Speaking about the first time he heard the punk icons, he told Rolling Stone: “Never Mind The Bollocks was one of the first punk records I ever heard.
“The first thing that popped into my mind when I heard ‘Holidays In The Sun’ is how those guitars sounded so gigantic and real; and hearing [John] Lydon’s vocals, how he was just sort of this anti-singer. For me, it just had a huge impact. Everything about it, from the lyrics to the guitar sounds to the songs, I thought was just perfect.”
He also said one of the things he admired about the Pistols was their ability to destroy punk before it went mainstream.
“The Sex Pistols killed punk before it had the opportunity to go mainstream back then. What they had proved is that punk rock was not meant for the masses,” Armstrong continued.
“If you’re picking up the guitar to play punk rock music, it’s not for fame. You do this because it’s something that matters to you and it’s something that’s underground, and that was my early experience of being in a punk band with Green Day. And obviously with Green Day it was a different trajectory altogether, but I gotta say I didn’t predict that for us.”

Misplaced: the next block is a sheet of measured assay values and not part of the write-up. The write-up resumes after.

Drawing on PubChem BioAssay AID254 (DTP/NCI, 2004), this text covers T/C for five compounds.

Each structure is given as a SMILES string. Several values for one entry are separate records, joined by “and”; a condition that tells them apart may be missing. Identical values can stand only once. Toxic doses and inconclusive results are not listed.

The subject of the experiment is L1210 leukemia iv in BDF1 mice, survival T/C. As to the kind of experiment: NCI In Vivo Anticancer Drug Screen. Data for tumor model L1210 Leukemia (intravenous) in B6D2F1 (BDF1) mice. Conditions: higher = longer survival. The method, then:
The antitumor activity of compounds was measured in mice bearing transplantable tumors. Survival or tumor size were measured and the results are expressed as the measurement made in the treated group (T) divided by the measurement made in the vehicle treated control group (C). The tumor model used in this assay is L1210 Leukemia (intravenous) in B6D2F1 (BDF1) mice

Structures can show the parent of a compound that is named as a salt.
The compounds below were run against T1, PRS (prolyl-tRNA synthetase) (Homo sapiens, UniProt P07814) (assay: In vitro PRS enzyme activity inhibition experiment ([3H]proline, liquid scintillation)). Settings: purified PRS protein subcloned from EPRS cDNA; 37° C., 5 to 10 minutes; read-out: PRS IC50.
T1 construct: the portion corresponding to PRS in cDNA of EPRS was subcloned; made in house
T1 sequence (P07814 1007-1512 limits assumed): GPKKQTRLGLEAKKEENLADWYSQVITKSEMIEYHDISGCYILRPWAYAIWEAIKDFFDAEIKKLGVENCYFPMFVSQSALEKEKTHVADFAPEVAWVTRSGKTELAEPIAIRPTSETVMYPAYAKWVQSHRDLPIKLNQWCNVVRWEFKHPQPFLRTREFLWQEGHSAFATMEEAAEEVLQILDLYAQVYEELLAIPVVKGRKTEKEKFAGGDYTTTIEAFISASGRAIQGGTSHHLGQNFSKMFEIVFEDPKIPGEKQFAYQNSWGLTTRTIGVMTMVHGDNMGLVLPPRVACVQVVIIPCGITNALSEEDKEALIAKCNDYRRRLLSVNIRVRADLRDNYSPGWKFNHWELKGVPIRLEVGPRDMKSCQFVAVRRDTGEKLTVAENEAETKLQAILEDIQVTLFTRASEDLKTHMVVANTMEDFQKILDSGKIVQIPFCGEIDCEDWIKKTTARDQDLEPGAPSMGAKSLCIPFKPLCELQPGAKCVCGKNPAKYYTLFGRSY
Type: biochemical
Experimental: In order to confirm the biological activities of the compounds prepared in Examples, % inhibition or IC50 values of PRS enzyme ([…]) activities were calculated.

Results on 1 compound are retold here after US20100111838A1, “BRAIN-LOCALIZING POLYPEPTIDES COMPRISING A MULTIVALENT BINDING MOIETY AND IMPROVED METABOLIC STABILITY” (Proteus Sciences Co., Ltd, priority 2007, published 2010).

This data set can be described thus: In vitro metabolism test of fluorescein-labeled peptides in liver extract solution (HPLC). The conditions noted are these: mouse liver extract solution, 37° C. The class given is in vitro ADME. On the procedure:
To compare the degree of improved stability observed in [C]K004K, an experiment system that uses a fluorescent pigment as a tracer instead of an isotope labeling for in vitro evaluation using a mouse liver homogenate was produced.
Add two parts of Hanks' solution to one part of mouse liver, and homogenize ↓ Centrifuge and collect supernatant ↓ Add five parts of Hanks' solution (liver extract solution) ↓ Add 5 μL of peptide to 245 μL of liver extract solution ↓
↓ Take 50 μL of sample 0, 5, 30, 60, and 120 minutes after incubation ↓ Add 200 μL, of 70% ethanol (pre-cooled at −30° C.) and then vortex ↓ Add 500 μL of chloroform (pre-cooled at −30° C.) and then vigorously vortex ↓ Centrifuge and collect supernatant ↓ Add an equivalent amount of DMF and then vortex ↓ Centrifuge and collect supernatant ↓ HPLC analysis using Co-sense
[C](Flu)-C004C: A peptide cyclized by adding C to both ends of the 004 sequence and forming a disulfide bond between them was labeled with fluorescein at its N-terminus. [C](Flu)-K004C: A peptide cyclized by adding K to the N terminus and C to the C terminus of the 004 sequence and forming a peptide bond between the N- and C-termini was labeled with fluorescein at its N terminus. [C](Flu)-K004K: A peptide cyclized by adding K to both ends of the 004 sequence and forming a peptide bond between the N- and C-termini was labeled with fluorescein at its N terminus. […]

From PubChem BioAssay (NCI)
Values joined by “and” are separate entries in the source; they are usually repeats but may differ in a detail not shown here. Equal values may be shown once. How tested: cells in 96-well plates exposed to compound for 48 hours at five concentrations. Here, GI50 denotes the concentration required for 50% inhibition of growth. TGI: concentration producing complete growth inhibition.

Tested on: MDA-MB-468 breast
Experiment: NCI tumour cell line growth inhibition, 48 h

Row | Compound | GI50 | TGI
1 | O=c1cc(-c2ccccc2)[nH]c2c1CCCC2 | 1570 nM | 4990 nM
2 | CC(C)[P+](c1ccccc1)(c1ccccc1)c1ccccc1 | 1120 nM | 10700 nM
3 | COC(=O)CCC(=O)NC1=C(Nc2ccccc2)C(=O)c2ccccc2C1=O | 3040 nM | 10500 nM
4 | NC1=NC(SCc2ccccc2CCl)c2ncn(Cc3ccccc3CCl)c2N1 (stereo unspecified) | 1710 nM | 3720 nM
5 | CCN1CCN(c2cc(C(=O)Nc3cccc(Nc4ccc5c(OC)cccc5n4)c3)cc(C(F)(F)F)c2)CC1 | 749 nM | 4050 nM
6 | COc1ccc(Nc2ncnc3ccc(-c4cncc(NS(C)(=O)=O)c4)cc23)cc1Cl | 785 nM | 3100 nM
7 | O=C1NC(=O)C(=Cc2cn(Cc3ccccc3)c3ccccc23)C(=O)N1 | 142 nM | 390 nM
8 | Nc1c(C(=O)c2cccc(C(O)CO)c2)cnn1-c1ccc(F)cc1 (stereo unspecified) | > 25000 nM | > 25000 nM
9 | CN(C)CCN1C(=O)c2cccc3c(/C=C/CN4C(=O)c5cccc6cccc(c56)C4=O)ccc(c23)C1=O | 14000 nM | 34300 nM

He also elaborated on the impact the punk icons have had on bands today.
Armstrong added: “It gives you faith that music is not just there to be manufactured and corporate and consumerist. It’s there because people are investing into their lives and reflecting the way that they feel about the world and the way they feel about themselves.”
The series has come in for criticism from John Lydon who called the series a “middle class fantasy” that is “rewriting history” and “would be funny if it wasn’t tragic”.